Control vs Balance

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“Happiness is not a matter of intensity, but of balance, order, rhythm and harmony.”

–     Thomas Merton (1915 – 1968), American Trappist monk, writer and theologian

Control is an illusion.  Balance is the holy grail.

Multiple generations in our society have been taught that control is our end-game.  If we’ll just commit the hours, the intensity, the practice time, the mind-numbing debates about contingencies and “Plan B’s” — we’ll control the outcome.  Um, no.  We won’t.  At best, we might impact the outcome, but control it?  Not so much.

We talk about cpntrol in sports, in business, in relationships.  It seeps its way into virtually every aspect of our lives.  And it’s an illusion, because we control two things.  What we believe, and how we respond, or what we do next.

Balance, on the other hand, is how we navigate the reality of a frustrating lack of control.

Sometimes the slacker across the row gets the promotion.  Sometimes the market crashes right after we made that “sure-thing” investment, the one we researched for months.  Sometimes people who are doing a great job lose that job.  Sometimes we make almost all of our shots and still lose the game.  Preparation, planning, execution can all be spot-on, and the outcome might not be what we expect.  The market might change (remember Blockbuster?).  The buyer might lose their senses, or perhaps more likely, lose their funding.  The perfect night out might be disrupted by a thunderstorm or a back-up on the highway.  Geese might fly in to the engines and we might end up in the Hudson River instead of Charlotte / Douglas International Airport.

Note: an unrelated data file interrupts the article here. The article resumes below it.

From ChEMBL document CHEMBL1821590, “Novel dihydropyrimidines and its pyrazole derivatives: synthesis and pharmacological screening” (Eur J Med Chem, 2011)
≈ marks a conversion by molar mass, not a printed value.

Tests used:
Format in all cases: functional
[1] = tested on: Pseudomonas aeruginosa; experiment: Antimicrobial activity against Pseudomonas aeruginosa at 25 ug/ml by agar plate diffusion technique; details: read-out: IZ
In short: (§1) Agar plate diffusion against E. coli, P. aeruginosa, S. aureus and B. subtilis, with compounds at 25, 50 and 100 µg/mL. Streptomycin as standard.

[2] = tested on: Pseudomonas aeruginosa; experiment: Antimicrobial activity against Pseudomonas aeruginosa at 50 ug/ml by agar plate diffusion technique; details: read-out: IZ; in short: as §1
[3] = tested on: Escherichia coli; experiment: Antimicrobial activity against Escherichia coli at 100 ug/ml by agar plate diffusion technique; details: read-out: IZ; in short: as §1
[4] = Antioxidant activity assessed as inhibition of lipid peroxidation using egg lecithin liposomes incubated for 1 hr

We don’t control any of that.

Balance, though, is what keeps us from getting too high when things are clicking and from getting too low when all hell breaks loose.  Balance reminds us that if She And The Three are safe tonight, the important stuff is covered.

We want control.  We want it really badly, and we’ve been trained, for generations, to pursue it.  To chase after it.  To sacrifice for it.

Balance is easier to attain.  It’s more valuable.  And, it plays to our strengths, because control is an illusion.  All that matters, all we control is what we do next.  Don’t believe me?  Ask Captain “Sully…”


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